noun, plural: endoplasms, endoplasma
The inner, granule-rich, dense part of the cytoplasm of a cell
Of, relating to, pertaining to endoplasm
The cell’s cytoplasm of certain species may be divided into endoplasm and ectoplasm. The endoplasm refers to the inner dense part of the cytoplasm and is often granulated. In contrast, the ectoplasm is the clear outer part of the cytoplasm. Furthermore, the endoplasm is adjacent to the endoplasm whereas the ectoplasm is adjacent to the plasma membrane. The endoplasm is separated from the nucleus by the nuclear envelope.
The granules in the endoplasm pertain to the small particles suspended within the endoplasm, e.g. secretory vesicles. Apart from granules, the endoplasm may also contain water, inorganic ions, carbohydrates, lipids, enzymes, amino acids, nucleic acids, etc. It also houses the endomembrane system. Thus, it is metabolically active, i.e. involved in various metabolic processes, e.g. cell respiration, protein synthesis, and cell division. Vesicles are shuttled between organelles via intracellular transport system.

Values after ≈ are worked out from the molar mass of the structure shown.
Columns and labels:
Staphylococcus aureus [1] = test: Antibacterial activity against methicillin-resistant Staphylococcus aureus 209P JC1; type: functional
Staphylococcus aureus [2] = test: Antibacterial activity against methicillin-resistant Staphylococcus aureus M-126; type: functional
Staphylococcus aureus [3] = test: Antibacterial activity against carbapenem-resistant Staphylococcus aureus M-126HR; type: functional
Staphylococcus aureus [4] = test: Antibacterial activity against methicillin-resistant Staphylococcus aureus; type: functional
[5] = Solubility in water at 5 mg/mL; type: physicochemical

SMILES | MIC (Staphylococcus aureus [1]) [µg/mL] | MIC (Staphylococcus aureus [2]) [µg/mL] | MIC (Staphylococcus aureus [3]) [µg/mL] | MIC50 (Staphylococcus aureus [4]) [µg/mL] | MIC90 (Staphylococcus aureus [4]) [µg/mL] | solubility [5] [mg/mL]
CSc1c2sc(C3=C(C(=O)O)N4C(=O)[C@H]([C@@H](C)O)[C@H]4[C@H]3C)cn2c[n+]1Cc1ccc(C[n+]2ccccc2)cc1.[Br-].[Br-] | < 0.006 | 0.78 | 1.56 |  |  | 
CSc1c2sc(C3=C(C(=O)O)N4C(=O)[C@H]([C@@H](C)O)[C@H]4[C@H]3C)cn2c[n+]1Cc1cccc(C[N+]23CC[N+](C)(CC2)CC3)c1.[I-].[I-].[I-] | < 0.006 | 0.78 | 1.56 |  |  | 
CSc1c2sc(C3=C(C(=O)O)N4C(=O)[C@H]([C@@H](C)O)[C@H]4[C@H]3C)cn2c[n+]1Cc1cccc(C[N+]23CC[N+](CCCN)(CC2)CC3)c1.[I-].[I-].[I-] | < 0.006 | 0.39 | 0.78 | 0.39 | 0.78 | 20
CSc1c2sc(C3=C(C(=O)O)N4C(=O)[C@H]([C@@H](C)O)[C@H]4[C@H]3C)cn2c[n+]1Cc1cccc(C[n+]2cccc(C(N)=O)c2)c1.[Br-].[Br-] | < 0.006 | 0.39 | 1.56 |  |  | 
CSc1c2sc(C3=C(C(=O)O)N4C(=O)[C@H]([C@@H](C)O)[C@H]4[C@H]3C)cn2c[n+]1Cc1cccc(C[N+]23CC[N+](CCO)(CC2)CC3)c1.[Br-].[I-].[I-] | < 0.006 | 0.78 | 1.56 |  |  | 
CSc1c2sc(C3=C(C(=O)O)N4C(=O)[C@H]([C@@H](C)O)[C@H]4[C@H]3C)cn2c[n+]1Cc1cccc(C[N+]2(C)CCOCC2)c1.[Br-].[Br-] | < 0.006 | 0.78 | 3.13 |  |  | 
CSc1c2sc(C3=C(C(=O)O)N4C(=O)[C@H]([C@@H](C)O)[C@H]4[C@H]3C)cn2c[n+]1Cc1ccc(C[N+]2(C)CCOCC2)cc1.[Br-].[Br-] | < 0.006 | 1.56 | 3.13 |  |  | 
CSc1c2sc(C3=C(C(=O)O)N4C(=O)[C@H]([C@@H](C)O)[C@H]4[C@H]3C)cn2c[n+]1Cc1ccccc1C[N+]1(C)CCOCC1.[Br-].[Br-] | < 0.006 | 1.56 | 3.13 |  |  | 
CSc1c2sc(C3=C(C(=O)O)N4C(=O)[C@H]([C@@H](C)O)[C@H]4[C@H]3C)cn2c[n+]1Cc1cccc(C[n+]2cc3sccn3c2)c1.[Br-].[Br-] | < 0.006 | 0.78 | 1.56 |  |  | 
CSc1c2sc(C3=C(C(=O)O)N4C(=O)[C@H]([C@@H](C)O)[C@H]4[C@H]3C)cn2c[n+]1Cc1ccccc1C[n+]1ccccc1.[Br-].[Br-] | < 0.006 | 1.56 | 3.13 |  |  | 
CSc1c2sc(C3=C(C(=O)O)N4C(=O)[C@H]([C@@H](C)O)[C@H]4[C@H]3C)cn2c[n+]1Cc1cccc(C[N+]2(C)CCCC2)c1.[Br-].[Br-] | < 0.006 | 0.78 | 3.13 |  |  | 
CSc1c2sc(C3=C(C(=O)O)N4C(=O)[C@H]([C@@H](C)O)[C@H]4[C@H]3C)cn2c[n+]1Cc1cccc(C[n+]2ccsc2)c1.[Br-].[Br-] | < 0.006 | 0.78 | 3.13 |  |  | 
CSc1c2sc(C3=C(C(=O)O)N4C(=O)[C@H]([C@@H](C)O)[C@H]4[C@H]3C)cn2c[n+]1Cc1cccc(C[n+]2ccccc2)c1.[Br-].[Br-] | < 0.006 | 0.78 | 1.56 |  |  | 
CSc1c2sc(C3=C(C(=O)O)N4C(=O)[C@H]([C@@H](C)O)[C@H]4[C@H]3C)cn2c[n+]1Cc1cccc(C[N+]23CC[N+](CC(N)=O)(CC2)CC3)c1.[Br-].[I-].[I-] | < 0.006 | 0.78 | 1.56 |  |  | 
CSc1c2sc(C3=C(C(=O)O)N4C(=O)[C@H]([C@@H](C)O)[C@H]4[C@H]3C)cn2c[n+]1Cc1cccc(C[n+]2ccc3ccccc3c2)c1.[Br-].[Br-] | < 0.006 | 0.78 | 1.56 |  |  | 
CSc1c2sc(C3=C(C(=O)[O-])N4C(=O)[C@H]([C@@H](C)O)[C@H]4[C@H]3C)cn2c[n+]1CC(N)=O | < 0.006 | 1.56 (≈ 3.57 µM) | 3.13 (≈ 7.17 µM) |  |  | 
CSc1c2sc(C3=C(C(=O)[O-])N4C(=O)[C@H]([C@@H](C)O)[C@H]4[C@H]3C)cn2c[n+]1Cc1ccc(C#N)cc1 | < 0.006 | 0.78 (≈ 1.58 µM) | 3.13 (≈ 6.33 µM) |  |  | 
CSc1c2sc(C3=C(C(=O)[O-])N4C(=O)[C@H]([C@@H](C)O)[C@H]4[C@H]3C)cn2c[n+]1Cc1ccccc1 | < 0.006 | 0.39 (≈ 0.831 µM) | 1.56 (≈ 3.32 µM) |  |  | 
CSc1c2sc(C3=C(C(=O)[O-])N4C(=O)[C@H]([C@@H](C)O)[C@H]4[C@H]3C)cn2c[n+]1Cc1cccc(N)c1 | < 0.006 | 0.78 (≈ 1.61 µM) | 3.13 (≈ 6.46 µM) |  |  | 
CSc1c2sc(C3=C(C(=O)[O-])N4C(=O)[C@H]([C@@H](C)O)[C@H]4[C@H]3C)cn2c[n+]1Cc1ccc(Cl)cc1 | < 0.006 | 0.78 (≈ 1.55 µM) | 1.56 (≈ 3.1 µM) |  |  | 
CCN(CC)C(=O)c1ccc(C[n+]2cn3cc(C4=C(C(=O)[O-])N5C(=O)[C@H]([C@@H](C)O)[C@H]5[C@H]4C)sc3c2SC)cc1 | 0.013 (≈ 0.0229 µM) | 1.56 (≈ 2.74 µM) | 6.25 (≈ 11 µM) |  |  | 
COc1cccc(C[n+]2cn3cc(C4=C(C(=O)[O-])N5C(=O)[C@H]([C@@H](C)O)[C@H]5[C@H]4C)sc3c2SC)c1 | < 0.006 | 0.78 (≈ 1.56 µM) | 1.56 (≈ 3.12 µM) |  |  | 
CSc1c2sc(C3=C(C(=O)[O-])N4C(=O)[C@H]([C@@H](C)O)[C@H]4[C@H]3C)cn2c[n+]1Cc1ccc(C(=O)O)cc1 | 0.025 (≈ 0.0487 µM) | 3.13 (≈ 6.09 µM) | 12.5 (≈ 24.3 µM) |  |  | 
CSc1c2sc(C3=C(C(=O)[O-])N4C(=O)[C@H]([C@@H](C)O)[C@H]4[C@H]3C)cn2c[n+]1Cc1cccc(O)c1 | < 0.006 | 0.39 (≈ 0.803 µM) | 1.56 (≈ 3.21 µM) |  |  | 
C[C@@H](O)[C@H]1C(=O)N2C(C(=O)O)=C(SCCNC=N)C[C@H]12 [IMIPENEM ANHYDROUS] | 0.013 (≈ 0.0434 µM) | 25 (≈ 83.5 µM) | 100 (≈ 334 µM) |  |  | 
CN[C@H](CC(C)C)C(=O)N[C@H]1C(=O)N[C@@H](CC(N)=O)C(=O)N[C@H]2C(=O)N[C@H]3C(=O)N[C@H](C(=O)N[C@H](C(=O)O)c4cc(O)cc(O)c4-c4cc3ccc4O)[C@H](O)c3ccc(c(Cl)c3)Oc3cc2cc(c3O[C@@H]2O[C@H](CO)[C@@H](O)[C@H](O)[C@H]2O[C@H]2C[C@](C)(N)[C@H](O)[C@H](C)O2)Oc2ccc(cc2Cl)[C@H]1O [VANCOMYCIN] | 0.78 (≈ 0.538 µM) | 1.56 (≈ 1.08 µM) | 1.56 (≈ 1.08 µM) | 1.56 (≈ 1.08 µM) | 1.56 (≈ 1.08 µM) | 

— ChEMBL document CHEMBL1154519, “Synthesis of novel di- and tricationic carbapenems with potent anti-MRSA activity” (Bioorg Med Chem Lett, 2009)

In amoeba, the varying consistencies of the endoplasm and ectoplasm are useful in the formation of pseudopods, which are used for locomotion.
Word origin: Greek endo– (within) + Greek -plasm(a) (that which has form)
- entoplasm (protistology)